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Knights of the Vine RUSSIA

Health Special

Are you Sick Yet?
Eva Hua

hen ex-pats get ill in Russia, they usually make their way immediately to the airport instead to a local hospital. What is behind the prejudice of foreigners not to trust the Russian health-care system and how bad is it in reality?

“I’m in a hospital. Yes, in a hospital in Moscow, because I had an emergency appendix operation. I am fine, yes really!” Oliver, from Germany who lives in Moscow got to feel what health-care in Russia is like at first hand. He was admitted to the the Medicinskogo Zentra Upravlenia Delami Presidenta Rossiyskoy Federaciy ZKB, where Boris Yeltsin used to recover, frequently, from heart surgery in 1996. “The food and service could be better, but overall everything looks quite OK.” Not everybody is as lucky as Oliver, who enjoys a single room with colour TV in the hospital on Rublovskoye Shosse, along which government officials make their way home to their villas. Oliver’s ambulance rushed him to the hospital, all paid by the an additional, voluntary health-care program organised his former employer.

Though Russia has free health-care for their citizens stated in their constitution, its quality is often questionable. Antonida, a young Russian woman remembers her student times, when she was in hospital: “The clinic was crowded and they put me in a bed on the corridor. It was winter, and a few homeless people were lying a few meters away from me, seeking shelter from the cold weather.”

As opposed to the American approach, as in the film from Michael Moore “Sicko”, Russians do not have to fear losing a finger or two because they cannot afford treatment. But a visit to the doctor is not a holiday. Many employers offer additional voluntary health-care programs, either fully paid by them or partly paid by their employees. With packages ranging from basic to business and standard to VIP, the portfolio of clinics and centres listed in their offers reflect the surcharge people are willing to pay.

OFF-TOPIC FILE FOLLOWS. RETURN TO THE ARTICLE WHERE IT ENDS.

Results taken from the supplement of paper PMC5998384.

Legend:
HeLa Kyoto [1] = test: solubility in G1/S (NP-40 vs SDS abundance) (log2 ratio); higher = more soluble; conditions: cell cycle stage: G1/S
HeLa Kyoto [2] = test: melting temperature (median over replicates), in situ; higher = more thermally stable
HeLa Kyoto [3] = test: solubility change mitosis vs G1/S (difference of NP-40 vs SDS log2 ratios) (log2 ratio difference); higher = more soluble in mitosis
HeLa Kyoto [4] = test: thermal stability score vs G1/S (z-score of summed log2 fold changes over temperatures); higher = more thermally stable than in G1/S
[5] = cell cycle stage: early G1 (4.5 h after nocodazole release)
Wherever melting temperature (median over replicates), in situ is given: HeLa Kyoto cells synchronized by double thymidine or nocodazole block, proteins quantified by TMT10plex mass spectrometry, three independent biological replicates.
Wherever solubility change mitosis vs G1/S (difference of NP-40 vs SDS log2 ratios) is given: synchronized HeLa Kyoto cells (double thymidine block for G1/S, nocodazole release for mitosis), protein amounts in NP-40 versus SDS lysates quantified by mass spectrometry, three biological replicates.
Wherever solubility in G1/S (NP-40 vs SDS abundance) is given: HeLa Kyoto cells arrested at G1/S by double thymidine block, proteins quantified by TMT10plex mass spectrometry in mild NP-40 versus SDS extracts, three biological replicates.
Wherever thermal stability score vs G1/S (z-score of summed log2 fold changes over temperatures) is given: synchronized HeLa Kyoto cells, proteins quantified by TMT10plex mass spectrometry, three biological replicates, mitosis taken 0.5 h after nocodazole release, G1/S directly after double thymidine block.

Many clinics have reportedly outdated equipment and especially stories of misdiagnosis and unhygienic incidents scare most ex-pats to engage often expensive health-care in their countries of origin, leaving them double- or tripleinsured. Several medical centres specialise in treating foreigners, providing service in various languages (e.g. American, European or Scandinavian Medical Centres). In private facilities the final bill can be far more expensive than in Russian state clinics. A general medical test for work permit reasons costs about 50 Euros (2000 roubles) in a state clinic, and includes a bureaucratic way of getting it paid and done, in comparison to 300-400 Euros in the European Medical Centre, where the whole procedure is carried quickly, efficiently and with the minimum of stress.

It seems that ex-pats choose Russian health-care only as a back-up option, when they can’t make it back to their home country to get treatment. A CEO of a German company reported that after slipping on an icy street at night, leaving his arm with an open fracture, he stopped at a local Medpunkt only for first aid, where a doctor, scared of local junkies opened the door together with his guarding German shepherd dog, who seemed to live in the same room where patients were treated. Instead of an ambulance, he afterwards took a local gipsy taxi directly to the airport to get the first flight out.

You think an ambulance saves lives? Then you haven’t been to Russia yet. At least in Moscow even ambulances struggle with the difficult traffic conditions. “Sometimes it takes 20 minutes, sometimes it can be more than an hour,” notes Antonida, although to be fair, a lot of this is due to the traffic. The construction of Russian apartment buildings does not support first aid procedures. Artem, a local journalist was involved, helping first aid workers carry a heart attack patient to the car, “we carried him down in a bed-sheet, because the stretcher just didn’t fit in the elevator and through the corridor.”

Whether to trust health-care in Russia or not is up to the patient. To change its bad reputation in many ex-pats’ minds, it will take improvements in both quality and affordability of services.

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